Video: Widow calls for more support for people affected by dementia after husband’s five year battle with Alzheimer’s

06:30 19 May 2014

Wendy Daniel lost her husband to Alzheimer's aged 68. Picture: Ian Burt

Wendy Daniel lost her husband to Alzheimer's aged 68. Picture: Ian Burt

Archant © 2014

A widow has called for more support for dementia patients and their families after being the sole carer of her husband during his five year battle with Alzheimer’s Disease.

Wendy Daniel lost her husband to Alzheimer's aged 68. Picture: Ian BurtWendy Daniel lost her husband to Alzheimer's aged 68. Picture: Ian Burt

Wendy Daniel, of Cranworth, near Dereham, lost her husband, Bill, to dementia last year.

However, she said the man she knew had died four years before his death after the disease robbed his ability to talk, eat and perform every day functions.

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The 66-year-old, who is now a volunteer for Age UK Norfolk, has pledged to help other families affected by dementia following the death of her husband last March at the age of 68.

Mrs Daniel said she felt isolated and cut off after her husband’s diagnosis of Alzheimer’s in 2008.

The former RAF air frame mechanic set up a sewing machine servicing and sales company when the couple moved back to Norfolk 15 years ago.

She said her husband first started displaying the signs of dementia three years before his diagnosis after finding it hard to write and wandering off.

Mrs Daniel said it was heartbreaking to she her husband’s condition deteriorate.

“It is a very hard life for both. You see your partner change into a different person and you lose the person you married. The person I married died about four years before he died. In the end he could not feed himself or wash himself.”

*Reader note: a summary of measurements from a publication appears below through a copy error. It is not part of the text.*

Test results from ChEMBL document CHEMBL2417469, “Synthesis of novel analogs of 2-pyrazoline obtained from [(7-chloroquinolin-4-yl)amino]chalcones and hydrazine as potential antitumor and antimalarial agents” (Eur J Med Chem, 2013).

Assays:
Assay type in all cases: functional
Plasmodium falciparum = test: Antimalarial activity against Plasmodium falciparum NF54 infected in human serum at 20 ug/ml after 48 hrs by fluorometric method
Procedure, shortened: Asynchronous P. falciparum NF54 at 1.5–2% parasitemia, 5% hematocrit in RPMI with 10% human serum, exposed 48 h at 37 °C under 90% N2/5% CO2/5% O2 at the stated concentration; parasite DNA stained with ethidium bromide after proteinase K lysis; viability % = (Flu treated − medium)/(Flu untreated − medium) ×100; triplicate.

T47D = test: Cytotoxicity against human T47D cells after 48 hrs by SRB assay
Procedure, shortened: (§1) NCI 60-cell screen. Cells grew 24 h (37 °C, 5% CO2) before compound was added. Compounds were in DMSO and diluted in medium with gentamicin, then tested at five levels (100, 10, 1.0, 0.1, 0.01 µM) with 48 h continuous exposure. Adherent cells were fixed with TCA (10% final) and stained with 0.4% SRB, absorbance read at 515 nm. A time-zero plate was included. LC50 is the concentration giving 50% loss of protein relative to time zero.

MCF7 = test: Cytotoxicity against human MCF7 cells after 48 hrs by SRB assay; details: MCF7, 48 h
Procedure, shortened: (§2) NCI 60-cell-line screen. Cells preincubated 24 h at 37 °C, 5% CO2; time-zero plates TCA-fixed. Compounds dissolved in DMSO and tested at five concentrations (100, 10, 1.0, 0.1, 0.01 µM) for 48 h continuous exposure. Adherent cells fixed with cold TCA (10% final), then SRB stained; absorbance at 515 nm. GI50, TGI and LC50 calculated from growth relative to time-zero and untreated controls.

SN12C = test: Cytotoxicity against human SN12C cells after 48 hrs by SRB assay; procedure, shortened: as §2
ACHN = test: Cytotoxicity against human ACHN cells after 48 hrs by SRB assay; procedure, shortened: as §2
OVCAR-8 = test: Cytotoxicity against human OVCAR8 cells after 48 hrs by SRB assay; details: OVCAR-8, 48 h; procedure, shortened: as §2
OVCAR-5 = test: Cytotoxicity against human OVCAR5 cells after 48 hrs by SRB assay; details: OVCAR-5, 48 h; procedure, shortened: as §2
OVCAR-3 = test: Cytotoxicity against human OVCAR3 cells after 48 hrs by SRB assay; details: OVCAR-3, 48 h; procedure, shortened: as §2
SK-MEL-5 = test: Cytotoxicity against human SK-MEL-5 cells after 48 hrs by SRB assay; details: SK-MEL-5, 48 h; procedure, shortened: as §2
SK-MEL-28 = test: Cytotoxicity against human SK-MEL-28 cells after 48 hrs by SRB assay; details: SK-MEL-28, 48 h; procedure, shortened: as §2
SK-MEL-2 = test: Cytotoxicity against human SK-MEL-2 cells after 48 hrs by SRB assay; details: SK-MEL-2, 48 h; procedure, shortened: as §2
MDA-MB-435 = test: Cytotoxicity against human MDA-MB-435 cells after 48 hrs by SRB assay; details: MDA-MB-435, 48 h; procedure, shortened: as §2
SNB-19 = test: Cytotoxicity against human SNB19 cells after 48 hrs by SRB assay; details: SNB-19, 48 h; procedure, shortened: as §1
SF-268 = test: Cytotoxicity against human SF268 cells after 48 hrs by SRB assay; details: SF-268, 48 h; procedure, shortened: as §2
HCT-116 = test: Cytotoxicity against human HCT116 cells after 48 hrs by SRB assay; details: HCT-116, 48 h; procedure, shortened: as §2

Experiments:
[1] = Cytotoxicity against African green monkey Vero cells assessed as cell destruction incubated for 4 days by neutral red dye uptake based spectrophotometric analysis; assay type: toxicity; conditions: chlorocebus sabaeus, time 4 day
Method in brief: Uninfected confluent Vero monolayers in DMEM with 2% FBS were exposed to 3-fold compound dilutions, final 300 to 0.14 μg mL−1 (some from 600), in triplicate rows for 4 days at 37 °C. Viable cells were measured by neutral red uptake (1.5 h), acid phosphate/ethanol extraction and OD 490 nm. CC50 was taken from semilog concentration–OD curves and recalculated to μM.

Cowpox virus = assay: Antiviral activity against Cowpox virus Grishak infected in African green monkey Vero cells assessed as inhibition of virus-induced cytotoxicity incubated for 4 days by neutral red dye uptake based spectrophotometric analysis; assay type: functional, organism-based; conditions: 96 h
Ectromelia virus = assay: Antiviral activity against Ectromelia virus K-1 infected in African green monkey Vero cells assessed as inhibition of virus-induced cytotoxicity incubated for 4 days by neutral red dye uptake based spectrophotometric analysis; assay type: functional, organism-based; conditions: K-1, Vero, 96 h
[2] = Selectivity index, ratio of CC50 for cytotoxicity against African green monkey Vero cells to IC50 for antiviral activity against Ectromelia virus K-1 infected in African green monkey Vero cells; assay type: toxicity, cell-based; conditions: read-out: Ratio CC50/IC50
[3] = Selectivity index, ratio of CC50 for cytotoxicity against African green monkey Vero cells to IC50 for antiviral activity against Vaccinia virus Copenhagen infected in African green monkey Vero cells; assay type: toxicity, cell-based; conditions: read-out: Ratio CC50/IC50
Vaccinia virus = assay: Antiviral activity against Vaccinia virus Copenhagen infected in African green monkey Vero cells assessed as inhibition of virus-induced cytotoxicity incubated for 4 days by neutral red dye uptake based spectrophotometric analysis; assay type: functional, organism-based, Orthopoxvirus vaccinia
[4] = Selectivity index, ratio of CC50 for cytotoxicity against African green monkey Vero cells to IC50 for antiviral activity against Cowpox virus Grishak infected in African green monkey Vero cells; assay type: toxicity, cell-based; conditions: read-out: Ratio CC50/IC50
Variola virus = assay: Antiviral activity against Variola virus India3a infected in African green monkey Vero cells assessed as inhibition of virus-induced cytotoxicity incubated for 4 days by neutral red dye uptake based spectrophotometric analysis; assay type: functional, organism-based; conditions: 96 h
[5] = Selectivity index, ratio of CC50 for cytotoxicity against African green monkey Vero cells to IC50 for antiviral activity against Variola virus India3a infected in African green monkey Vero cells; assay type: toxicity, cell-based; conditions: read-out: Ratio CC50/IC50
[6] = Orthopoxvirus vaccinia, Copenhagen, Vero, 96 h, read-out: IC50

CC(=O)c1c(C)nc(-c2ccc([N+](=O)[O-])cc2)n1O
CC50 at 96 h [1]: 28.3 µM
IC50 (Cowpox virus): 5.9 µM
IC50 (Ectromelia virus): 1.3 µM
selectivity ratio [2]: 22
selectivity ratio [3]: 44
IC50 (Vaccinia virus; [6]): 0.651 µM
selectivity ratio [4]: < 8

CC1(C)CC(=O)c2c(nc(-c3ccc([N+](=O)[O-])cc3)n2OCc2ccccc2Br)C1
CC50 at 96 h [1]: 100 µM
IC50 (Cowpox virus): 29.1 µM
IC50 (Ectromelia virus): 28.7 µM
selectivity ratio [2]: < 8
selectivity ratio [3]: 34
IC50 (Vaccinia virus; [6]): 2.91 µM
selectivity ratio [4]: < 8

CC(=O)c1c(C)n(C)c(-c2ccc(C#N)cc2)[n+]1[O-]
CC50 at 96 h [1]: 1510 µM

“You feel isolated. The illness makes them speak their mind and people tend to shun away from you. In the last year of his life, he could not talk properly. He knew what he wanted to say, but he could not say it. He could get aggressive and frustration causes aggression. It is hard for carers, because you do not know what is going on in their minds.”

“I looked after him myself and when I became disabled, I still looked after him all of the time,” she said.

Mrs Daniel said that when her husband was first diagnosed, a physiatric nurse came around once a month, but left them to it after three months, and his consultant only visited him once when he was ill.

She added that she struggled to get social services support for Mr Daniel when she collapsed in Norwich in 2010 and was taken to hospital with a leg injury.

“There was no support or there wasn’t for us. I looked after Bill 24 hours a day despite becoming disabled myself. We did get a personal budget from social services which enabled me to pay for a gardener and cleaner and petrol to take Bill out for he wouldn’t stay at home I had to drive miles everyday to keep him happy.”

“The only support available was by the Pabulum Cafe at Wymondham, which was very good, where we were able to go twice a week, although it was hard to keep Bill’s interest. In the last 3 months of his life he did agree to go to day centre a few times but was not happy about that which made me feel guilty so I never really enjoyed the few hours break I received.”

“All social services wanted was to section him which would have made his last years awful and I wouldn’t allow that.”

Mrs Daniel added that there needed to be more support for younger people with dementia.

“People seem to think that Alzheimer’s is an old persons decease, but they are wrong - any age can get it which makes it so awful when a healthy younger strong person is struck down.”

“They have not got the facilities for young people. When you are in your 60s, you can not relate to people in their 80s and 90s. There should be groups for young people because care homes are for elderly people,” she said.


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